Popular tourist destination Turkey has been shaken by yet another terrorist attack. As the already damaged local tourist sector takes another hit, people have begun calling it "Black June."
Mehmet Tekerek has been in the tourism business for 15 years - but in all that time he's never experienced a season that was quite so bad. "This year has been a catastrophe," he says, adding, "There are no tourists at all."
He is referring to Konyaalti, which is one of the best known beaches in the district of Antalya. He blames the government and their wrong policies, saying, "Things are being permanently blown-up and our foreign relations are bad."
To compound matters further, it's currently the fasting time of Ramadan and there are the European Football Championship finals being held in France. His demand to the Turkish government is very clear: "It has to improve relations with other countries and support the tourism sector."
Normally, the beaches are full of holidaymakers from Russia, Germany and other European countries. But this year, the Turkish tourism sector is in a deep crisis.
At the end of last year, the Russian visitors stopped coming, after president Vladimir Putin announced wide-ranging sanctions following a Russian fighter plane being shot down by Turkish jets. Back then the Turkish travel sector hoped to compensate for the lack of Russian visitors with holidaymakers from Europe.
Then, terror attacks on tourists in Istanbul by the Jihadist group "Islamic State" (IS) have unsettled many. Added to this, the PKK, the banned Kurdish worker's party, has repeatedly threatened to carry out attacks on holidaymakers - even though this has never actually happened to date.
The Turkish ministry for tourism says that the number of visitors in April has seen a significant decline of 28 percent compared to the same time the previous year.
These numbers are even more dramatic in the case of the Antalya district, which relies heavily on tourism. Turkish media, citing figures provided by Antalya airport, report that the first two weeks of June saw 59 percent fewer holidaymakers arrive: 45 percent fewer Germans and virtually no Russians. The papers are calling it "Black June."
For Tekerek, who provides water sports services to tourists, these numbers mean he's facing bankruptcy. In 2015, he had a daily turnover of 500 euros ($554) a day. That has now declined to 100 euros - and some days he makes no money at all.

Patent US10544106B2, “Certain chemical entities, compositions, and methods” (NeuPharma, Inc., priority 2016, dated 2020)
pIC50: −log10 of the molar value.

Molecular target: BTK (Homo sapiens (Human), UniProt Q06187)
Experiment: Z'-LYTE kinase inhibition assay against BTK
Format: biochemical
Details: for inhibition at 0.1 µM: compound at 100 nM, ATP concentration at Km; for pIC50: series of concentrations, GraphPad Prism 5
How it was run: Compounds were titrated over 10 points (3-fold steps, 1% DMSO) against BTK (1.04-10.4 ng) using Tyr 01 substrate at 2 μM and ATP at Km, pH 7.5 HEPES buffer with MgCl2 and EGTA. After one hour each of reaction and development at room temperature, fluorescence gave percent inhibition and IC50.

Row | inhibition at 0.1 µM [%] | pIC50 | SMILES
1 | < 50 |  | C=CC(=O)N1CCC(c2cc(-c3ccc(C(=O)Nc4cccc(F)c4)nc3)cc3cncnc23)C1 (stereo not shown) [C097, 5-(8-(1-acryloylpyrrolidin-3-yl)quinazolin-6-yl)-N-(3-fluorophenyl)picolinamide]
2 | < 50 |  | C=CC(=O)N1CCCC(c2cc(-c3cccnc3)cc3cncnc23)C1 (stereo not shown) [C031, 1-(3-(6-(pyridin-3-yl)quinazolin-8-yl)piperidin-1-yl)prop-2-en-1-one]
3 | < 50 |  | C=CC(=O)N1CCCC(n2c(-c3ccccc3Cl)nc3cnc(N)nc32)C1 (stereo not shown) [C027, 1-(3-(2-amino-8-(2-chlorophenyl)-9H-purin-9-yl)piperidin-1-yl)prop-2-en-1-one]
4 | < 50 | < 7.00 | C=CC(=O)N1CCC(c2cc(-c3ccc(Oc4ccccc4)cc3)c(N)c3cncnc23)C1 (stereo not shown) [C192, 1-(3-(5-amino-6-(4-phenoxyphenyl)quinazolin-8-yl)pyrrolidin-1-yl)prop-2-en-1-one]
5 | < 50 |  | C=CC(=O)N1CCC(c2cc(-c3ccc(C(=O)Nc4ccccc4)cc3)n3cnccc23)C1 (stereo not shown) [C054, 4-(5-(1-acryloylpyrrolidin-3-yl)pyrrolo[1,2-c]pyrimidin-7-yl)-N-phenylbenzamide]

He lists all his overheads: rent for boat moorings, taxes, wages and insurance for his employees. He's had to fire two of his five employees before the start of the season. The summer earnings should just about be enough to get him through the winter, Tekerek says.
Many in the Anatalya region voice the same worries and concerns. Traders aren't selling anything; hotels have lots of empty rooms and are forced to slash prices.
In the holiday resort of Side, some 60 kilometers (37 miles) east of Antalya, the beach is a little livelier - but locals say it's dead compared to last year.
This is where many Germans spend their holidays. A huge percentage of those who come here are repeat customers.
"Many are worried about terror attacks, but that could happen anywhere - so it ultimately didn't stop us from coming," says Ingeborg Wackelnagel. A lot of their friends did however question if they'd really carefully considered their plans. Her husband Ekkehard is of the opinion that there is no better place than Turkey to spend your holiday: "Service is excellent, the prices cheap, the hotel clean and the people are super-friendly," he explains.
Tour guide Hajo Hayati Simsek says the regulars have not been frightened off. Speaking in fluent German, he explains that what's more important is to reassure those who don't know Turkey. Despite the bad outlook he wants to remain positive: "Next season, everything will surely change," he says, adding: "Those who are currently spending their holidays in Spain or Italy will miss our Turkish friendliness."